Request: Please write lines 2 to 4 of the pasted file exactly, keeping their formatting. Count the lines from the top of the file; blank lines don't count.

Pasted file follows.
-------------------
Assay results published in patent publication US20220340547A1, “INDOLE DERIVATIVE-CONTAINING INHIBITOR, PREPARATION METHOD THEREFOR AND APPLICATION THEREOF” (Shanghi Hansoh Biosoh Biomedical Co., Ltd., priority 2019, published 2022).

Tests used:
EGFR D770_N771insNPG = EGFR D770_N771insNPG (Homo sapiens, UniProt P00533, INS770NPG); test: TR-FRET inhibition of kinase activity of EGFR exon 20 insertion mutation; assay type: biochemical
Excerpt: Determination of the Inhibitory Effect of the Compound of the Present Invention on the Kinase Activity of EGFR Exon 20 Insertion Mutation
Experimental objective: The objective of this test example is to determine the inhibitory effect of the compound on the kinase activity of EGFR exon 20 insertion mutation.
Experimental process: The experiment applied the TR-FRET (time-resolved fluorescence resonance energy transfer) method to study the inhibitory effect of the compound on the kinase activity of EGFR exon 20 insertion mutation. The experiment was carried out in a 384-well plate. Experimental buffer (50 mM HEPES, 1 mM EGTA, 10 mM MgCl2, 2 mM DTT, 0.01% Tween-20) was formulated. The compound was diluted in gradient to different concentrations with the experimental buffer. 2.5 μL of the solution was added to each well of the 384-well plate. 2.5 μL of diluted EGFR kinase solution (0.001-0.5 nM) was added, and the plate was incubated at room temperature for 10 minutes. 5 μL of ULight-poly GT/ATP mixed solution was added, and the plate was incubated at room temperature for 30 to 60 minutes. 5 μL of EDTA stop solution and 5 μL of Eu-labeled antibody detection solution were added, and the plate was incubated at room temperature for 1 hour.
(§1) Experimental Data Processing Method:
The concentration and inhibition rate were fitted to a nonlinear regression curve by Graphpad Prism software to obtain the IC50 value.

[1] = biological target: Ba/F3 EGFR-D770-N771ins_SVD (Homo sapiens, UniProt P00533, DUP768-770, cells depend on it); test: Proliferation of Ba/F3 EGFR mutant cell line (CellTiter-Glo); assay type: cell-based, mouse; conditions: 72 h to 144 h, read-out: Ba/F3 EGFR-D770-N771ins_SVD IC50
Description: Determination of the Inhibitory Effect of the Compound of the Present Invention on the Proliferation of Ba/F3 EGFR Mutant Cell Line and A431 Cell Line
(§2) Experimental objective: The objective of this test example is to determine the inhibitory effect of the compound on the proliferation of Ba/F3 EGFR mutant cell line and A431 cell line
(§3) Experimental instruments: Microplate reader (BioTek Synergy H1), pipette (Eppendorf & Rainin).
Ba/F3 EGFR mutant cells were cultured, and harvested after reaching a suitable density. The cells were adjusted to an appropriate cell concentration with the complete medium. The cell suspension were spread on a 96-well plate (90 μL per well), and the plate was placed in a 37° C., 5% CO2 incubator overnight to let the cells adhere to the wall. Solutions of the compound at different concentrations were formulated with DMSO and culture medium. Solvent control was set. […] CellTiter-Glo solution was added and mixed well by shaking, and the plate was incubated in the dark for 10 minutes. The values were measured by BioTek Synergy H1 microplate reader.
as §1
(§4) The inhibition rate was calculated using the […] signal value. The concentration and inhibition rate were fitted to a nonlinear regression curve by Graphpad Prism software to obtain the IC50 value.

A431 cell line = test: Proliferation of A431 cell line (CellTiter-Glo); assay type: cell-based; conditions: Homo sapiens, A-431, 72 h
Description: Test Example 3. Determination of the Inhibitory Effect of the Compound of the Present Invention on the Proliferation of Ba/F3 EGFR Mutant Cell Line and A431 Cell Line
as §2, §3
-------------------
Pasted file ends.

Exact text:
Tests used:
EGFR D770_N771insNPG = EGFR D770_N771insNPG (Homo sapiens, UniProt P00533, INS770NPG); test: TR-FRET inhibition of kinase activity of EGFR exon 20 insertion mutation; assay type: biochemical
Excerpt: Determination of the Inhibitory Effect of the Compound of the Present Invention on the Kinase Activity of EGFR Exon 20 Insertion Mutation